Inflammatory Bowel Disease

What is Colitis?

Often, this kind of infection occurs when certain bacteria, typically C. diff, outgrow and dominate other bacteria in the gut.

Sadly, the over-prescribing of antibiotics — think ciprofloxacin, levofloxacin and amoxicillin — to patients by doctors for unnecessary reasons, especially in hospitals, has created opportunities for drug-resistant infections to harm greater numbers of Americans and trigger C. diff infections. And, this exposure to antibiotics doesn’t include those contained in the flesh foods we eat either. Colitis is an inflammation of the inner lining of the colon, but that’s as simple a definition as you’ll get for this intestinal condition. Its symptoms include cramping, bloating, diarrhea (sometime bloody) and abdominal pain.

Defining it and naming its common symptoms are the easy parts, however.

Unfortunately, people use colitis as a catchall term to describe a lot of different conditions. Plus, colitis comes in many types, including ulcerative colitis, ischemic colitis, microscopic colitis and chemical colitis.

Interestingly, a common kind of colitis that you may already be pretty familiar with — but call it something else like food poisoning — is infectious colitis.

Infectious colitis can come from having person-to-person contact (usually dirty hands), consuming foods and water contaminated with E Coli, Salmonella or parasites or having indirect contact with common items you may handle that are unclean (think toothbrushes, eating utensils and clothing).

Another form of colitis — pseudeomembraneous colitis — has risen greatly in popularity over the last decade or so, but you’ve likely heard it called by the name of the bacteria, specifically Clostridium difficile or C. diff infections.

Other factors cited by the Mayo Clinic that may make you more vulnerable to pseudomembranous colitis apart from too many antibiotics:

  • Receiving chemotherapy
  • Suffering from colon cancer or inflammatory bowel disease
  • Having a weakened immune system
  • Living in a nursing home
  • Staying in a hospital

Probiotics to the rescue

The good news about these kinds of infections: Studies have shown how probiotics can dramatically reduce the incidence of diarrhea, among of the key symptoms associated with C. diff infections.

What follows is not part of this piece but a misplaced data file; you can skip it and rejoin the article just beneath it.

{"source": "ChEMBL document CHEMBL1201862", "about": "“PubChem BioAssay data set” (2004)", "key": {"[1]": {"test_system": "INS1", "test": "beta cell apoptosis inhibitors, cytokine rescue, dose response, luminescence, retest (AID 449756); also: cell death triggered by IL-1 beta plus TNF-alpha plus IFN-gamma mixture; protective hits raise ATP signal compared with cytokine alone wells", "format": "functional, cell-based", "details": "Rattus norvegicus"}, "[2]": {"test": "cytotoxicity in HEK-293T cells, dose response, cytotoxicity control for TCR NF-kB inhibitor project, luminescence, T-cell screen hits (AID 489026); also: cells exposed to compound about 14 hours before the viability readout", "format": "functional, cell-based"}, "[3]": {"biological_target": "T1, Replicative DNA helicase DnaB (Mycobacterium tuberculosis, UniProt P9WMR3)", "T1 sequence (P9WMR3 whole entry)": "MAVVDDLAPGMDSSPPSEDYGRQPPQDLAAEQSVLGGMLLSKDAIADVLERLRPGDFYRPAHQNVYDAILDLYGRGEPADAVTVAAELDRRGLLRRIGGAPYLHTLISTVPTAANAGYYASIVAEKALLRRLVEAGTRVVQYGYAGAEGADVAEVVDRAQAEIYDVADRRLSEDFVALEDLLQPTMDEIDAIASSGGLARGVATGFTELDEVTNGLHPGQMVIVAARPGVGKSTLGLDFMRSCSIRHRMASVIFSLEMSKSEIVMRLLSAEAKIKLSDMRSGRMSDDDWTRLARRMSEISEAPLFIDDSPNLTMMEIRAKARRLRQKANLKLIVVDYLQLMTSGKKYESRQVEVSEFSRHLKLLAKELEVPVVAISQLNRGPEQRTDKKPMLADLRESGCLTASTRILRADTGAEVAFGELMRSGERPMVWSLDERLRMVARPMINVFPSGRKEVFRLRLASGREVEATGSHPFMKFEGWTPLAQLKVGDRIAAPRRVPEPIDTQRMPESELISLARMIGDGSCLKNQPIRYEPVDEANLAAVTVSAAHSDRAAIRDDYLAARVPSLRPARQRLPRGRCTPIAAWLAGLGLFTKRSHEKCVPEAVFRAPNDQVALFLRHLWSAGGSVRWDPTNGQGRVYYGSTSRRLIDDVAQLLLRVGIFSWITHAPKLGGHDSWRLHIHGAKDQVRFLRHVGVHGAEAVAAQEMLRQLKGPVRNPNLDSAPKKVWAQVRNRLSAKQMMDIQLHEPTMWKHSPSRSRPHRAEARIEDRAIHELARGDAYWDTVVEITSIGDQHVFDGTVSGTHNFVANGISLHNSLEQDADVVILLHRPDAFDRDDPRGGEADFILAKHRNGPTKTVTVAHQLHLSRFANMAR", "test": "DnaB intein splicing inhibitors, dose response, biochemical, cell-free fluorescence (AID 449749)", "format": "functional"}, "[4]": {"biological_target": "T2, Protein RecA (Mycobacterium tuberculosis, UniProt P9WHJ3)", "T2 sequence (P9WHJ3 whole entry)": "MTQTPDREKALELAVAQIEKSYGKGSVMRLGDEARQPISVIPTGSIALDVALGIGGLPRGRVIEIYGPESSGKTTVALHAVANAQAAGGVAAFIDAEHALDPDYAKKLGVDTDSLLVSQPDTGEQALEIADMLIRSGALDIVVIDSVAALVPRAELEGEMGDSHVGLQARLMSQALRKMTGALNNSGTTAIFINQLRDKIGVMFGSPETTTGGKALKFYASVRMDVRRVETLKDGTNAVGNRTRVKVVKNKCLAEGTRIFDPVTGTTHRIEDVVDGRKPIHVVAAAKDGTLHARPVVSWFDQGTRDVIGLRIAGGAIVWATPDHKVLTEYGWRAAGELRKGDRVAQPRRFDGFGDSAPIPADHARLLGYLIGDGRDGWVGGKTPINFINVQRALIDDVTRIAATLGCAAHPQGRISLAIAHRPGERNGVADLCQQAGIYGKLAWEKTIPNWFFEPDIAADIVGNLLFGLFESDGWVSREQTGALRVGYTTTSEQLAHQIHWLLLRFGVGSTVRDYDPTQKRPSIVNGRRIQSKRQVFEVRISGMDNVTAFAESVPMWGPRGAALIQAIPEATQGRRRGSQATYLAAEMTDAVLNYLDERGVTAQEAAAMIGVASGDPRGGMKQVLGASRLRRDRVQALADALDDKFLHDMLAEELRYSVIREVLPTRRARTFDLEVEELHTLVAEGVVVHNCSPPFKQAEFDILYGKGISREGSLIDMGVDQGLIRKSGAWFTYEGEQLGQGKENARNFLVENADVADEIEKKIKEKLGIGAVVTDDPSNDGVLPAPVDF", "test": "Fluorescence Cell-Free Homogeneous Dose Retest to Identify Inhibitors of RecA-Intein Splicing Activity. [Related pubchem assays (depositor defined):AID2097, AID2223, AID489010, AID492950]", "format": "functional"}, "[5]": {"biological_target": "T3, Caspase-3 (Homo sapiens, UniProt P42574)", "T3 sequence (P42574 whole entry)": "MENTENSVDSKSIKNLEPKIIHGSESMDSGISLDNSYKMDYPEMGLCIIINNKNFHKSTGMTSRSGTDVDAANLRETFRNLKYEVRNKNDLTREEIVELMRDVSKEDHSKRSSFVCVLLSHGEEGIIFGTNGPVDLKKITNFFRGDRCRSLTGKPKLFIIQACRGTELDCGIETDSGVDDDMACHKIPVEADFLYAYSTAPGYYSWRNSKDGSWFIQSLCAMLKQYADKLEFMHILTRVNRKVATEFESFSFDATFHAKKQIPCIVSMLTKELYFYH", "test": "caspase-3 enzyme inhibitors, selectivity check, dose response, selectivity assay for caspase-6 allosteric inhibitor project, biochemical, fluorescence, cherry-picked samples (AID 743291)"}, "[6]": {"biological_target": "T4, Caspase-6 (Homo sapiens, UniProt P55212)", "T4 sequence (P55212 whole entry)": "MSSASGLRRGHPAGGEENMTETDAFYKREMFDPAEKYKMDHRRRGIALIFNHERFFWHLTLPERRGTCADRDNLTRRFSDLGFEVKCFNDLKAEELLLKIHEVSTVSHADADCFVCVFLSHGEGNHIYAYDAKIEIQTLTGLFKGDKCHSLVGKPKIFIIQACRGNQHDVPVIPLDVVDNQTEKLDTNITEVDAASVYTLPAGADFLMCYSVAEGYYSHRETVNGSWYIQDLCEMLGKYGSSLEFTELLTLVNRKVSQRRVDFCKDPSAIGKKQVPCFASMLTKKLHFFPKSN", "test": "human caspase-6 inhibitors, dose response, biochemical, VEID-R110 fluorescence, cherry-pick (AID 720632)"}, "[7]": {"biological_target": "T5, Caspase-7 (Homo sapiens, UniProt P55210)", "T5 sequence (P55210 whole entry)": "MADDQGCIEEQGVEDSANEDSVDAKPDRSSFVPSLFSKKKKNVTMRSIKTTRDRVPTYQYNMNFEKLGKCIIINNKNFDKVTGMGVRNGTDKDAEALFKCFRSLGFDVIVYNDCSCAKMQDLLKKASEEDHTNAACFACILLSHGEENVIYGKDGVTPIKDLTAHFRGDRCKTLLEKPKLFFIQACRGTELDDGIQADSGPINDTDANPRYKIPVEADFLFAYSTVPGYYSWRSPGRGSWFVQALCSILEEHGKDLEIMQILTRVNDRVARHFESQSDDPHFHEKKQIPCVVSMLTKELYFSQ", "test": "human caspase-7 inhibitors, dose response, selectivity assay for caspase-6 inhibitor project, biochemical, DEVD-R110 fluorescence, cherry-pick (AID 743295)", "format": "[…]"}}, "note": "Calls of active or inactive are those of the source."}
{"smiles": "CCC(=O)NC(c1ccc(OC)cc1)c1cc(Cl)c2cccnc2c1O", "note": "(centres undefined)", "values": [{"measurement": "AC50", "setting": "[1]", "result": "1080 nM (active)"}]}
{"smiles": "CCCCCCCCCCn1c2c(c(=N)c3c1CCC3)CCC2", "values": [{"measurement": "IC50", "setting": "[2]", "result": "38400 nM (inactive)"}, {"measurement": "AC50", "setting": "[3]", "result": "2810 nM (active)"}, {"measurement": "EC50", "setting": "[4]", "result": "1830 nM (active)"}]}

In fact, an extensive 2013 review of 31 studies by the Cochrane Library concluded probiotics significantly reduced the risk of diarrhea associated with C. diff infections by an amazing 64 percent.

So, how do you choose the right probiotic? Cheaper brands of probiotics tend to restrict their blends of beneficial bacteria to one or a few, yet small amounts don’t do much to cultivate the diversity your gut needs to reduce your risk of infections or their symptoms and promote better immune health.

If you’ve been looking for a proven probiotic, consider a product that contains multiple species of beneficial bacteria and a prebiotic that feeds the good bacteria already living in your gut, like EndoMune Advanced Probiotic or EndoMune Junior (for kids).

 

 

Inflammatory Bowel Disease Increases Risk of Malnutrition

Inflammatory Bowel Disease (IBD) increases the risk of malnutrition in both adults and children, according to the American College of Gastroenterology. This incidence, likely due to malabsorption of essential nutrients, was the result of a recent study among a cross-section of adults a pediatric patients.

The study addressed patients with both Ulcerative Colitis and Chrohn’s Disease, with the latter showing higher incidence of malnutrition. Fortunately, the occurrence of malnutrition was low – but this study still indicates the need to monitor nutrients and maintain medical treatment to not only address the medical disease, but its impact on overall health and nutrition.

For more information:
http://www.medpagetoday.com/Gastroenterology/InflammatoryBowelDisease/16681

iPhone to Assist IBD Patients

Individuals who suffer from Inflammatory Bowel Disease (IBD), Crohn’s Disease and a variety of other gastrointestinal ailments are often faced with the need to maintain daily bowel logs. Consistent logs help physicians track and monitor a patient’s progress and adjust medication as needed; insufficient data or sporadic logs, however, are often not helpful for monitoring long-term trends.

With this in mind, patients find it burdensome and difficult to remain on track with this daily regimen.

Enter technology…

A new iPhone application, “GI Monitor,” was developed by Brett Shamosh, CEO and founder of WellApps, Inc. For nearly two decades, Shamosh has suffered from IBD, and understands firsthand both the importance and burden of monitoring his daily BMs. In an effort to ease this task, a patient can download this application to their iPhone to monitor bowel movements and other related symptoms. In one organized, simple format, patients can log their individual data digitally, including prescription information.

The iPhone and other mobile devices make sense. Rarely do you leave home without your phone or PDA device; but how often do you want to carry your dietary journal? Shamosh says this was his reason for developing the application.

In the future, Shamosh indicates he would like to track symptoms of all users, and use these results for research benefits. The implications for monitoring trends are promising. As for advances in future releases, since there has been so much interest in not only BM logs but dietary logs, the next release will allow users to input and track dietary intake.

If you currently suffer from a GI ailment, you can download the application for $4.99 at the iTunes Store. The application will also be released in a format compatible with Blackberrys in the near future.

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